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A stemma of Nikulás saga leikara

Alaric Hall and Sheryl McDonald Werronen, University of Leeds

This is a nascent working paper, gradually establishing a stemma of the Icelandic romance saga Nikulás saga leikara. The saga survives in no medieval manuscripts (and so was omitted from Kalinke and Mitchell's 1985 bibliography of the genre), but does seem to have been part of the now fragmentary fifteenth-century manuscript Stockholm, Royal Library, Perg. fol. nr 7 (Sanders 2000, 17, 21). The saga does survive in over sixty post-medieval manuscripts, however, in two main recensions, and was also twice printed in popular editions: in Winnipeg by the Heimskringlu Prentstofa (1889) and in Reykjavík by Helgi Árnason (1912). This makes it an interesting example of Canadian-Icelandic literature, and an unusually late example of Icelandic readerships for printed romance sagas. The saga was edited by Wick (1996), on whose work our own depends; we also benefit from the fact that it happens to be particularly well represented at handrit.is. Despite the dearth of other commentary on the text in past scholarship, Nikulás saga leikara is both interesting in its own right and for its possible relationship with Nítíða saga fræga (McDonald Werronen 2013, 102--16). The project of completing this stemma complements our ongoing work on the manuscript and print transmission of a wider range Icelandic romance-sagas from the Middle Ages down into the early twentieth century, and what it can tell us about Icelandic scribes, readers, social networks, literature and culture (see Hall and Parsons forthcoming on Konráðs saga keisarasonar; McDonald 2009 and 2012, and McDonald Werronen 2013, on Nítíða saga; Hall working paper on Sigurgarðs saga).

We are establishing the stemma mostly using the methods developed by Hall and Parsons (forthcoming). The ongoing collection of samples from the saga is available here. A hint of what an unrooted stemma generated using the phylogenetic program Pars will look like en route to a fully worked out stemma is afforded by this interim example:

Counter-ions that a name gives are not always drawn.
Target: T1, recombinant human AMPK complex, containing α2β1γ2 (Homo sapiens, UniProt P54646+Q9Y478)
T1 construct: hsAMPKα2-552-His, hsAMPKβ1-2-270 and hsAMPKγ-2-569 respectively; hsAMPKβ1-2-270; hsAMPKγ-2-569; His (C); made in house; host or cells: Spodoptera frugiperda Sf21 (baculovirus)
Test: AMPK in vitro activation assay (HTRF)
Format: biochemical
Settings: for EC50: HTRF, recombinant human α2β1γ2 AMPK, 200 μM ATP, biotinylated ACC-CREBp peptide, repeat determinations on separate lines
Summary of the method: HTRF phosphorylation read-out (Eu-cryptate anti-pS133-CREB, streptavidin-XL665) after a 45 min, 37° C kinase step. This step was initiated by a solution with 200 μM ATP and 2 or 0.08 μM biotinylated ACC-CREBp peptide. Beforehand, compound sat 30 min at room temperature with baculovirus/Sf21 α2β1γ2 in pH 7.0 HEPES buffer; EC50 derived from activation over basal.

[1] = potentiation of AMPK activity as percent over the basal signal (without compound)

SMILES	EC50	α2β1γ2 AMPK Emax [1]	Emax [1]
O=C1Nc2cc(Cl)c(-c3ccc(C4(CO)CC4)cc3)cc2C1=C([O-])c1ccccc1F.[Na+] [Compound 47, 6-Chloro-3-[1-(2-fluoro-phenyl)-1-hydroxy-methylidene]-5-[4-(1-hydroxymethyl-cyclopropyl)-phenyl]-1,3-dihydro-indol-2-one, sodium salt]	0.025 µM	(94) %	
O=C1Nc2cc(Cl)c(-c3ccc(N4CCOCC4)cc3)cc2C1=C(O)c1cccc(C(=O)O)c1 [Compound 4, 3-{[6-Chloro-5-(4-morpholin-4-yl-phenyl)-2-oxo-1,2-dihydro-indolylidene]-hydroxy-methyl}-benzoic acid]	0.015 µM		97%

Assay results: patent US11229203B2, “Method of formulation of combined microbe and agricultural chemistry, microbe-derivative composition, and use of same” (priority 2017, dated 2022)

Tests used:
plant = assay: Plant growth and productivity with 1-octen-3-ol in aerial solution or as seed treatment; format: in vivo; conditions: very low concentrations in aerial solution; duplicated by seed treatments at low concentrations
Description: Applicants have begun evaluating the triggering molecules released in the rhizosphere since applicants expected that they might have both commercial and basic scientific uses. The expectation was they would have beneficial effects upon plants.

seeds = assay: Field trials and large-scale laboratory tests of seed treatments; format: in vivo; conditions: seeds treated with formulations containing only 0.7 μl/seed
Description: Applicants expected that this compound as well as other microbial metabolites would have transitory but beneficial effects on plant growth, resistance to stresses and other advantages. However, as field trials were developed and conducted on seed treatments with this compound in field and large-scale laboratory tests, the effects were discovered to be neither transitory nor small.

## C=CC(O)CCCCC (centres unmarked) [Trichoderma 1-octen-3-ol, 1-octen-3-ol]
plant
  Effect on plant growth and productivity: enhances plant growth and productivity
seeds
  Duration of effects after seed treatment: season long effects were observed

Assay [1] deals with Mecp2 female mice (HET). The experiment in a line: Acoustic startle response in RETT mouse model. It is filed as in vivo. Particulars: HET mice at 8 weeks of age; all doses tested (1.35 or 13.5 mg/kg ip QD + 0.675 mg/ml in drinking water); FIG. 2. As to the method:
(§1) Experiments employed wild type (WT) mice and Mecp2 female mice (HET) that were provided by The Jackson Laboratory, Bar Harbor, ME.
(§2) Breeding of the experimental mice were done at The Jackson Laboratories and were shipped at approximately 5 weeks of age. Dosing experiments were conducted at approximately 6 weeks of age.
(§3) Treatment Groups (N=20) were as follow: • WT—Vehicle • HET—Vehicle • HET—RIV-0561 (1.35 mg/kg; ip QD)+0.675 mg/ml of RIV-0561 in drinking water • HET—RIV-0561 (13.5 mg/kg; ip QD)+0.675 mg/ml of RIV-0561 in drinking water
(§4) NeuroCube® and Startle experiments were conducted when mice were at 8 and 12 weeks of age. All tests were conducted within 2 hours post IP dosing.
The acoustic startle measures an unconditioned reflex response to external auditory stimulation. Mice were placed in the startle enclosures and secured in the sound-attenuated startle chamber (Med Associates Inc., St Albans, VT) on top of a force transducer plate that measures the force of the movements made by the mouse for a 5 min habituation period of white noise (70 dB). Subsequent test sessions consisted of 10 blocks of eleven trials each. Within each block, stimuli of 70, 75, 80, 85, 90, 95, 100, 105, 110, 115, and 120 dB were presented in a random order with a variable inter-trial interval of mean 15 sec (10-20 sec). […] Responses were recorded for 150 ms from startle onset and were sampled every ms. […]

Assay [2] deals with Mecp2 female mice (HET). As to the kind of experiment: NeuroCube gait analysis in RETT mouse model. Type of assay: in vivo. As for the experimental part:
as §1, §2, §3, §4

The main methodological advance afforded by this paper arises from our use of Wick's edition: Wick gave complete variants from six early manuscripts of the longer of the two recensions of the saga. We have rendered these variants as a spreadsheet. (NB we did not attempt to clean up the sometimes faulty optical character recognition of Wick's thesis in making this, so the text in the spreadsheet sometimes looks a bit grisly; but the analysis was based on consultation of her actual, and correct, text.) From this we generated this Pars infile, recording 2039 sites of variation ('parsimony-informative characters') in these six manuscripts. Unusually, compared with our other experiments, Pars analysis of this file produces only one tree--perhaps because there are only 6 items, and tons of data, such that the outcome fairly easily becomes unambiguous. This is probably the first stemma of an Icelandic saga to be based on all variants from the oldest manuscripts. We will be using this dataset to develop Hall's past work on sampling in stemma-making (Hall and Parsons forthcoming). A few quick and dirty experiments suggest that things are stable down to 150 characters, but then the software starts to produce multiple possibilities.

The stemma for the top of the saga produced by Pars, rendered using Drawgram, using the factory settings and the full dataset is:

But we'll be subjecting this to some human analysis too!


Acknowledgements

This project is indebted to the kindness and hospitality of the National Library of Iceland, the Stofnun Árnamagnússonar in Reykjavík and the Arnamagnæanske Hꜹndskriftsamling in Copenhagen. Sheryl's involvement was funded by a Leeds University Teaching Fellowship held by Alaric.


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